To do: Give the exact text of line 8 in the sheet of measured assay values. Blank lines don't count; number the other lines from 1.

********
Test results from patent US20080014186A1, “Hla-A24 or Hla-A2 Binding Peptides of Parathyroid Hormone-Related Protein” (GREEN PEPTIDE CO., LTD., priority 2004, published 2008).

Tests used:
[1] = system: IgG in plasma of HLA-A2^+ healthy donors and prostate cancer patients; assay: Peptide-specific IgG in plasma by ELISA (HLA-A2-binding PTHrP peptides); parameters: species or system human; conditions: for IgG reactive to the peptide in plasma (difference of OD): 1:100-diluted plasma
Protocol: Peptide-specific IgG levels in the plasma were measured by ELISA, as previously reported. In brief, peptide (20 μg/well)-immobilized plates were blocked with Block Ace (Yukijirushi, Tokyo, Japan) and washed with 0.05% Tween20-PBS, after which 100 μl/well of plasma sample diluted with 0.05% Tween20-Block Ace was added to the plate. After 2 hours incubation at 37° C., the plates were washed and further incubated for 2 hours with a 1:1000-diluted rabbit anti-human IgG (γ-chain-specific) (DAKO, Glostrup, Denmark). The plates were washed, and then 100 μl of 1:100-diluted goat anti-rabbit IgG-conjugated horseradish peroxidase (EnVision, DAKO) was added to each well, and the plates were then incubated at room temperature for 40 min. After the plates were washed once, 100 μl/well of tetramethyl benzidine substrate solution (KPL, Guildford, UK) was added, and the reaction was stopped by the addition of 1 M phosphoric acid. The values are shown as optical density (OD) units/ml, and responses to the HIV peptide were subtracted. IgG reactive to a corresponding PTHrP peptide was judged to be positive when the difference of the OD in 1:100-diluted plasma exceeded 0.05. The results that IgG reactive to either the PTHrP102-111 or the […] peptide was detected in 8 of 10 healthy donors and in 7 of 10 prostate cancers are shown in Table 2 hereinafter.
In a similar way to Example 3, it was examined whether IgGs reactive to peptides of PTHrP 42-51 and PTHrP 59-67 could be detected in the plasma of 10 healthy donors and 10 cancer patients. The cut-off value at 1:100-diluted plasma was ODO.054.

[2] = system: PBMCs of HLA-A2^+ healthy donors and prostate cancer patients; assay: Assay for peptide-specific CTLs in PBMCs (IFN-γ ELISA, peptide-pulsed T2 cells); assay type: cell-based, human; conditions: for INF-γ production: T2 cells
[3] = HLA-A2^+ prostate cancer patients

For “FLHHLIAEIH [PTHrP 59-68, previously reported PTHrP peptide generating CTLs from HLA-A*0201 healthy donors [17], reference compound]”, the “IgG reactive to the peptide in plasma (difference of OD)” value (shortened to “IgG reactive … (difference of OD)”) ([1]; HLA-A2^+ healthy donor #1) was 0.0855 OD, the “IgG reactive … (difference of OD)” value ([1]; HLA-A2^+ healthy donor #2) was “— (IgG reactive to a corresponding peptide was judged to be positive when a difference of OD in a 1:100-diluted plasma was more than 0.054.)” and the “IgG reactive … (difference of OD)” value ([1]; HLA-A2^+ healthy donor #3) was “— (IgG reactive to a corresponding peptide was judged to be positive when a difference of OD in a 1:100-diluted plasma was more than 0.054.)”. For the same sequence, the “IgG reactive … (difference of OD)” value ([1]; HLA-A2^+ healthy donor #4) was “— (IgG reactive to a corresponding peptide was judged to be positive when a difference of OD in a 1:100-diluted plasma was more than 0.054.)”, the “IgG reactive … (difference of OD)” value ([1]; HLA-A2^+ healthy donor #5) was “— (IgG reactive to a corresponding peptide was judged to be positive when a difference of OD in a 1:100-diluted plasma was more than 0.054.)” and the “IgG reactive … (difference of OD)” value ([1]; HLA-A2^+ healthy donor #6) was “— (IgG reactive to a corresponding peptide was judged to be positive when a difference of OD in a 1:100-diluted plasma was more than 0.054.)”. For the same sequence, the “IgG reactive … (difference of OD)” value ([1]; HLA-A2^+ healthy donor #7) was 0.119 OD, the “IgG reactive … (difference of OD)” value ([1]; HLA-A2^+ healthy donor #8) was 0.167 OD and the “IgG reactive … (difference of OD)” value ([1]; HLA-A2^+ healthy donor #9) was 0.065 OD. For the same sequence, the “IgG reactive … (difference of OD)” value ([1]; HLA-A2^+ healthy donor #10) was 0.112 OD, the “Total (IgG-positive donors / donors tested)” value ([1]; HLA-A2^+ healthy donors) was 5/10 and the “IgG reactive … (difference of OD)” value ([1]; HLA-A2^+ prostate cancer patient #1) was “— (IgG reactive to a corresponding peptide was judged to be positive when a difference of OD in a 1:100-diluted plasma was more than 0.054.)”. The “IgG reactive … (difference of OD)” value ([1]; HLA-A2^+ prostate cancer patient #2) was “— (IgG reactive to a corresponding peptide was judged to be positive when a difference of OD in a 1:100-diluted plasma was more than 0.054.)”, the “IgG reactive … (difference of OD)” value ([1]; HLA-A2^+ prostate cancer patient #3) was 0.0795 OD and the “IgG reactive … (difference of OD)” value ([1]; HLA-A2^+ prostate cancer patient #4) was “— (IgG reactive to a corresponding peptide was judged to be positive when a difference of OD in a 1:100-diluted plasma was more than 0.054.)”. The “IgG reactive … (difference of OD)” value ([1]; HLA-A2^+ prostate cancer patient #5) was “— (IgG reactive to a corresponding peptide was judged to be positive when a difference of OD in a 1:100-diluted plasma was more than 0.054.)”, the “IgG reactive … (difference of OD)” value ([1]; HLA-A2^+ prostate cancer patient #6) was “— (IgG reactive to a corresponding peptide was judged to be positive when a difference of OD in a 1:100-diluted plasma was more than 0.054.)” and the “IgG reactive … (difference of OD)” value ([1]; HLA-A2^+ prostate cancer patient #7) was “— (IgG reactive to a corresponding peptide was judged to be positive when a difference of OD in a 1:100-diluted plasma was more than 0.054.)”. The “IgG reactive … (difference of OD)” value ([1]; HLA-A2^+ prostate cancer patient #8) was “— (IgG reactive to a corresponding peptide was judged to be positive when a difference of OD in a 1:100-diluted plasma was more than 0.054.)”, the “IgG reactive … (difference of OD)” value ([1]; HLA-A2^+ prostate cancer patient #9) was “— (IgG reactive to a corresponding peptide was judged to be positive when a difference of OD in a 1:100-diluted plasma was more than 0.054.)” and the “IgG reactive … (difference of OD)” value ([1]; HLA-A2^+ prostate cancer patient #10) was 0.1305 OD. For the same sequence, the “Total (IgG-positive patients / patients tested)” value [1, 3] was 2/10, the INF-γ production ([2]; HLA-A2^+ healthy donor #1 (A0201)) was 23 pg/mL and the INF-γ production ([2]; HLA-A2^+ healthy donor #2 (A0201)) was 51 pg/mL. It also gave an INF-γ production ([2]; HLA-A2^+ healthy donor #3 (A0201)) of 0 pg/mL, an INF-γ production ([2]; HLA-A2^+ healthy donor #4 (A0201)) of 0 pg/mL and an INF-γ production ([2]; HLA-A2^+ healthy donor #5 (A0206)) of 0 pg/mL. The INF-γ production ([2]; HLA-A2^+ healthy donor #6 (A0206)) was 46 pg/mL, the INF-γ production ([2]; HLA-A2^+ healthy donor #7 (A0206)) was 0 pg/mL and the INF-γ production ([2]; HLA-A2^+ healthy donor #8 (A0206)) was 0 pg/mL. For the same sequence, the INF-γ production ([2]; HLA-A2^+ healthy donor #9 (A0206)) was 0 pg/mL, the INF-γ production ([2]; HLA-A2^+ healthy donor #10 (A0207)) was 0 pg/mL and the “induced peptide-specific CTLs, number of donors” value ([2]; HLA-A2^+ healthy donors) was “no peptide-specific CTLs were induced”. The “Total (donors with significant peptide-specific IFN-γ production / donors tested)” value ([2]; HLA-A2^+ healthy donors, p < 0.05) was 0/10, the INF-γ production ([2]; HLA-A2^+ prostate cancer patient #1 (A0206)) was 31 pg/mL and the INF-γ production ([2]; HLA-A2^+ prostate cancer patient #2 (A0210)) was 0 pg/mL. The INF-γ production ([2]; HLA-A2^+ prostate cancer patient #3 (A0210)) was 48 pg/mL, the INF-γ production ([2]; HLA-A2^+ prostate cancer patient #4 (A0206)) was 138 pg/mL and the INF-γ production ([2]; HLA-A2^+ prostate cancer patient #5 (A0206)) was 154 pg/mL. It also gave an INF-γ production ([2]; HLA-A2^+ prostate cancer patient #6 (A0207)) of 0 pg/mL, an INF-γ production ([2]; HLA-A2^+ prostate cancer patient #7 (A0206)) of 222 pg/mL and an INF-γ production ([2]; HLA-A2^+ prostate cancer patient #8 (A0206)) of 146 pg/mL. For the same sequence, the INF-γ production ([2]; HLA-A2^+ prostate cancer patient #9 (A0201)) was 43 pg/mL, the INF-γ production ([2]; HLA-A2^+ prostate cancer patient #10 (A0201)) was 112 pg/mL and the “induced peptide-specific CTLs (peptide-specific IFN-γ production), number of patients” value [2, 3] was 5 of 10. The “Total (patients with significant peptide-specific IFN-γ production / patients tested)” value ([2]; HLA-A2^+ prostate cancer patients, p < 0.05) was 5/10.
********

For “FLHHLIAEIH [PTHrP 59-68, previously reported PTHrP peptide generating CTLs from HLA-A*0201 healthy donors [17], reference compound]”, the “IgG reactive to the peptide in plasma (difference of OD)” value (shortened to “IgG reactive … (difference of OD)”) ([1]; HLA-A2^+ healthy donor #1) was 0.0855 OD, the “IgG reactive … (difference of OD)” value ([1]; HLA-A2^+ healthy donor #2) was “— (IgG reactive to a corresponding peptide was judged to be positive when a difference of OD in a 1:100-diluted plasma was more than 0.054.)” and the “IgG reactive … (difference of OD)” value ([1]; HLA-A2^+ healthy donor #3) was “— (IgG reactive to a corresponding peptide was judged to be positive when a difference of OD in a 1:100-diluted plasma was more than 0.054.)”. For the same sequence, the “IgG reactive … (difference of OD)” value ([1]; HLA-A2^+ healthy donor #4) was “— (IgG reactive to a corresponding peptide was judged to be positive when a difference of OD in a 1:100-diluted plasma was more than 0.054.)”, the “IgG reactive … (difference of OD)” value ([1]; HLA-A2^+ healthy donor #5) was “— (IgG reactive to a corresponding peptide was judged to be positive when a difference of OD in a 1:100-diluted plasma was more than 0.054.)” and the “IgG reactive … (difference of OD)” value ([1]; HLA-A2^+ healthy donor #6) was “— (IgG reactive to a corresponding peptide was judged to be positive when a difference of OD in a 1:100-diluted plasma was more than 0.054.)”. For the same sequence, the “IgG reactive … (difference of OD)” value ([1]; HLA-A2^+ healthy donor #7) was 0.119 OD, the “IgG reactive … (difference of OD)” value ([1]; HLA-A2^+ healthy donor #8) was 0.167 OD and the “IgG reactive … (difference of OD)” value ([1]; HLA-A2^+ healthy donor #9) was 0.065 OD. For the same sequence, the “IgG reactive … (difference of OD)” value ([1]; HLA-A2^+ healthy donor #10) was 0.112 OD, the “Total (IgG-positive donors / donors tested)” value ([1]; HLA-A2^+ healthy donors) was 5/10 and the “IgG reactive … (difference of OD)” value ([1]; HLA-A2^+ prostate cancer patient #1) was “— (IgG reactive to a corresponding peptide was judged to be positive when a difference of OD in a 1:100-diluted plasma was more than 0.054.)”. The “IgG reactive … (difference of OD)” value ([1]; HLA-A2^+ prostate cancer patient #2) was “— (IgG reactive to a corresponding peptide was judged to be positive when a difference of OD in a 1:100-diluted plasma was more than 0.054.)”, the “IgG reactive … (difference of OD)” value ([1]; HLA-A2^+ prostate cancer patient #3) was 0.0795 OD and the “IgG reactive … (difference of OD)” value ([1]; HLA-A2^+ prostate cancer patient #4) was “— (IgG reactive to a corresponding peptide was judged to be positive when a difference of OD in a 1:100-diluted plasma was more than 0.054.)”. The “IgG reactive … (difference of OD)” value ([1]; HLA-A2^+ prostate cancer patient #5) was “— (IgG reactive to a corresponding peptide was judged to be positive when a difference of OD in a 1:100-diluted plasma was more than 0.054.)”, the “IgG reactive … (difference of OD)” value ([1]; HLA-A2^+ prostate cancer patient #6) was “— (IgG reactive to a corresponding peptide was judged to be positive when a difference of OD in a 1:100-diluted plasma was more than 0.054.)” and the “IgG reactive … (difference of OD)” value ([1]; HLA-A2^+ prostate cancer patient #7) was “— (IgG reactive to a corresponding peptide was judged to be positive when a difference of OD in a 1:100-diluted plasma was more than 0.054.)”. The “IgG reactive … (difference of OD)” value ([1]; HLA-A2^+ prostate cancer patient #8) was “— (IgG reactive to a corresponding peptide was judged to be positive when a difference of OD in a 1:100-diluted plasma was more than 0.054.)”, the “IgG reactive … (difference of OD)” value ([1]; HLA-A2^+ prostate cancer patient #9) was “— (IgG reactive to a corresponding peptide was judged to be positive when a difference of OD in a 1:100-diluted plasma was more than 0.054.)” and the “IgG reactive … (difference of OD)” value ([1]; HLA-A2^+ prostate cancer patient #10) was 0.1305 OD. For the same sequence, the “Total (IgG-positive patients / patients tested)” value [1, 3] was 2/10, the INF-γ production ([2]; HLA-A2^+ healthy donor #1 (A0201)) was 23 pg/mL and the INF-γ production ([2]; HLA-A2^+ healthy donor #2 (A0201)) was 51 pg/mL. It also gave an INF-γ production ([2]; HLA-A2^+ healthy donor #3 (A0201)) of 0 pg/mL, an INF-γ production ([2]; HLA-A2^+ healthy donor #4 (A0201)) of 0 pg/mL and an INF-γ production ([2]; HLA-A2^+ healthy donor #5 (A0206)) of 0 pg/mL. The INF-γ production ([2]; HLA-A2^+ healthy donor #6 (A0206)) was 46 pg/mL, the INF-γ production ([2]; HLA-A2^+ healthy donor #7 (A0206)) was 0 pg/mL and the INF-γ production ([2]; HLA-A2^+ healthy donor #8 (A0206)) was 0 pg/mL. For the same sequence, the INF-γ production ([2]; HLA-A2^+ healthy donor #9 (A0206)) was 0 pg/mL, the INF-γ production ([2]; HLA-A2^+ healthy donor #10 (A0207)) was 0 pg/mL and the “induced peptide-specific CTLs, number of donors” value ([2]; HLA-A2^+ healthy donors) was “no peptide-specific CTLs were induced”. The “Total (donors with significant peptide-specific IFN-γ production / donors tested)” value ([2]; HLA-A2^+ healthy donors, p < 0.05) was 0/10, the INF-γ production ([2]; HLA-A2^+ prostate cancer patient #1 (A0206)) was 31 pg/mL and the INF-γ production ([2]; HLA-A2^+ prostate cancer patient #2 (A0210)) was 0 pg/mL. The INF-γ production ([2]; HLA-A2^+ prostate cancer patient #3 (A0210)) was 48 pg/mL, the INF-γ production ([2]; HLA-A2^+ prostate cancer patient #4 (A0206)) was 138 pg/mL and the INF-γ production ([2]; HLA-A2^+ prostate cancer patient #5 (A0206)) was 154 pg/mL. It also gave an INF-γ production ([2]; HLA-A2^+ prostate cancer patient #6 (A0207)) of 0 pg/mL, an INF-γ production ([2]; HLA-A2^+ prostate cancer patient #7 (A0206)) of 222 pg/mL and an INF-γ production ([2]; HLA-A2^+ prostate cancer patient #8 (A0206)) of 146 pg/mL. For the same sequence, the INF-γ production ([2]; HLA-A2^+ prostate cancer patient #9 (A0201)) was 43 pg/mL, the INF-γ production ([2]; HLA-A2^+ prostate cancer patient #10 (A0201)) was 112 pg/mL and the “induced peptide-specific CTLs (peptide-specific IFN-γ production), number of patients” value [2, 3] was 5 of 10. The “Total (patients with significant peptide-specific IFN-γ production / patients tested)” value ([2]; HLA-A2^+ prostate cancer patients, p < 0.05) was 5/10.